AKRON, OHIO -- North American polyethylene prices have hit the ground running in 2013, increasing an average of 5 cents per pound since Jan. 1.
The increase affects all grades of high density, low density and linear low density PE and is reflected in this week's Plastics News resin pricing chart. Late-year buying patterns and feedstock production outages helped the 5-cent hike take hold, according to Mike Burns, a market analyst with Resin Technology Inc. in Fort Worth, Texas.
"There was some heavy buying in the secondary [PE] market in November and December," Burns said in a Jan. 23 phone interview. "And December was the biggest export month of 2012."
"The [producer] inventory drawdown was because of good pricing, not demand, and because of a good export market," he added. "That made the [North American PE] market tight and inventories low going into January."
Several unplanned outages at North American ethylene feedstock production sites in the last six weeks of 2012 also played a role in the 5-cent increase, Burns explained. Ethylene units operated by BASF Corp. in Port Arthur, Texas, by Dow Chemical Co. in Freeport, Texas, and by Huntsman Corp. in Port Neches, La., all remained partially down as of mid-January, according to the PetroChem Wire consulting firm.
The January PE increase "went through like a train," according to a PE buyer in the Southeast U.S. "Producers were shipping a lot [of PE] offshore and that tightened things."
The buyer added that an early-year price hike "dampens the opportunity to move away from other materials and into plastics."
"It's more a problem with volatility than with price," he said of comparing PE to other non-plastic materials.
Another PE buyer in the Northwest U.S. said that he had no problems sourcing PE in January, but he added that he had pre-bought material for his January needs in December.
Sources were split on the chances of a 4-cent hike proposed for Feb. 1 being successful. The Southeast buyer said he thought it had "a good chance," while the Northwest buyer and RTi's Burns each said they weren't sure it would go through.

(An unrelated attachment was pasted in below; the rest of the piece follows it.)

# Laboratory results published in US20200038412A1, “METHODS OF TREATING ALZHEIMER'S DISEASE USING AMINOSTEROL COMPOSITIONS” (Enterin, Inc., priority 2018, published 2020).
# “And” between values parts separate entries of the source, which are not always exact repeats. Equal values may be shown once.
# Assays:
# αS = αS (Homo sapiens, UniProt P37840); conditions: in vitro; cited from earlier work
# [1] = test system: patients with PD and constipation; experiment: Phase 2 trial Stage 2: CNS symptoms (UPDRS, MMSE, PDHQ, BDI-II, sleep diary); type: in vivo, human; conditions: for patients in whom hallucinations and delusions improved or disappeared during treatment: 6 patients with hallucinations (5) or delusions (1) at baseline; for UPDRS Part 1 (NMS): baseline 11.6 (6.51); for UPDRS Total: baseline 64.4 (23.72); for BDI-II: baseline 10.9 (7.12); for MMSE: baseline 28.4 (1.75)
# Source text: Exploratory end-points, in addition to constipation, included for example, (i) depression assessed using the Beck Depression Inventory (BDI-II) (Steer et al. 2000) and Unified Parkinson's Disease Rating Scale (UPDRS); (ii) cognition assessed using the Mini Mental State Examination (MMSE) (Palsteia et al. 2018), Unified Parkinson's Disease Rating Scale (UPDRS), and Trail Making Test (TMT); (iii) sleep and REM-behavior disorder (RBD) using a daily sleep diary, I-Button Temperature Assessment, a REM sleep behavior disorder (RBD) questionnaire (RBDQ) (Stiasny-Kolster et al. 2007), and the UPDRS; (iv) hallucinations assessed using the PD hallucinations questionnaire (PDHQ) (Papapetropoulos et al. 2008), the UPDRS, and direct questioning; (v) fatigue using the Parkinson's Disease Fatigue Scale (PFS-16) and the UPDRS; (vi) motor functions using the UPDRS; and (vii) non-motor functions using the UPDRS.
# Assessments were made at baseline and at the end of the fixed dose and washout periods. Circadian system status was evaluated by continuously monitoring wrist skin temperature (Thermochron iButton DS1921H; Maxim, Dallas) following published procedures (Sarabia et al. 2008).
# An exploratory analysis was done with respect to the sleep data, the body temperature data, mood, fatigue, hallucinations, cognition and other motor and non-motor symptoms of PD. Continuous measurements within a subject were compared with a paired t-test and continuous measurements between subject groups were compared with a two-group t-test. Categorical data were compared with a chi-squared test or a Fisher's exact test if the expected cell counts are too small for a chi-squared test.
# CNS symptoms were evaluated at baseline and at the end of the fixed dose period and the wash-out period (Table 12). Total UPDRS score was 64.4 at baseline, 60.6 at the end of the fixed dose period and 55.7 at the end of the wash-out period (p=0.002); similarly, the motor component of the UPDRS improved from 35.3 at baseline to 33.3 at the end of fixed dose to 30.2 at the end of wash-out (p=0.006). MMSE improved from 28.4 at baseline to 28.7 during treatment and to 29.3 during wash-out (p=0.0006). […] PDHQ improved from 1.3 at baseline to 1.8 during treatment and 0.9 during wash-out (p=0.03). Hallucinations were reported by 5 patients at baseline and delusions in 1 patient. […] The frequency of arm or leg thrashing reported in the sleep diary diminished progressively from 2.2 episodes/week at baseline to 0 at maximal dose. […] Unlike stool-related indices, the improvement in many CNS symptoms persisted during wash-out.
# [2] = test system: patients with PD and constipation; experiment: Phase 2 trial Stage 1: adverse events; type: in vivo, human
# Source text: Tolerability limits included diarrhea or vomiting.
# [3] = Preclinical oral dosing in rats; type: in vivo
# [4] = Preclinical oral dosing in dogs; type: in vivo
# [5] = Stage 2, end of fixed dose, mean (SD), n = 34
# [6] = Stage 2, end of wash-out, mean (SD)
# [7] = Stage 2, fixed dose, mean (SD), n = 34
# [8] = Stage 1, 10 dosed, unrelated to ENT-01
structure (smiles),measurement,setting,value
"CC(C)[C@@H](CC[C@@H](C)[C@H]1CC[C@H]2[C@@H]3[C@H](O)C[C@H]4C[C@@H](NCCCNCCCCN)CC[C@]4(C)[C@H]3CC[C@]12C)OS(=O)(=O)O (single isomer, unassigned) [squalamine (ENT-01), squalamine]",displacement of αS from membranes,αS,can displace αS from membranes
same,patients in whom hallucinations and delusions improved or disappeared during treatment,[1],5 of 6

In the short-term, regional LDPE supplies should be improved by Nova Chemicals Corp.'s restart of a plant in Mooretown, Ontario, that had been offline for more than a year. Supplies of ethylene feedstock also should be improved by Dow Chemical Co.'s restart of an ethylene unit in Hahnville, La. That unit had been down for almost four years.
Another boost to ethylene supply is expected in March, when Westlake Chemical Corp. completes a 230 million-pound capacity addition at its plant in Lake Charles, La. The Nova, Dow and Westlake moves all are tied to newfound supplies of natural gas throughout North America.
The January increase comes after a 2012 year when North American PE prices declined by a net of 5 cents per pound — about five percent — based on selling prices of HDPE for dairy blow molding.
Through October 2012, U.S./Canadian sales of HDPE were up about 2 percent vs. the year-ago period, while LDPE sales were up 1 percent and LLDPE sales had declined almost 2 percent, according to the American Chemistry Council in Washington.
An increase of almost 4 percent in domestic HDPE sales through October was softened by a drop of almost 6 percent in export sales. Sales of HDPE into pipe and conduit grew more than 7 percent during that 10-month period, according to ACC.
For LDPE, the domestic and export roles through October were the opposite of the HDPE showing. LDPE export sales growth of more than 9 percent helped to erase a domestic sales decline of almost 1 percent. Sales of LDPE into non-packaging film — including trash and can liners — grew almost 13 percent during that 10-month period.
The sales decline in LLDPE was the result of a plunge of almost 17 percent in export sales wiping out a domestic sales gain of almost four percent. Among major end markets, LLDPE sales growth was highest in injection molding — including lids, caps and closures — where 10-month sales were up almost 13 percent.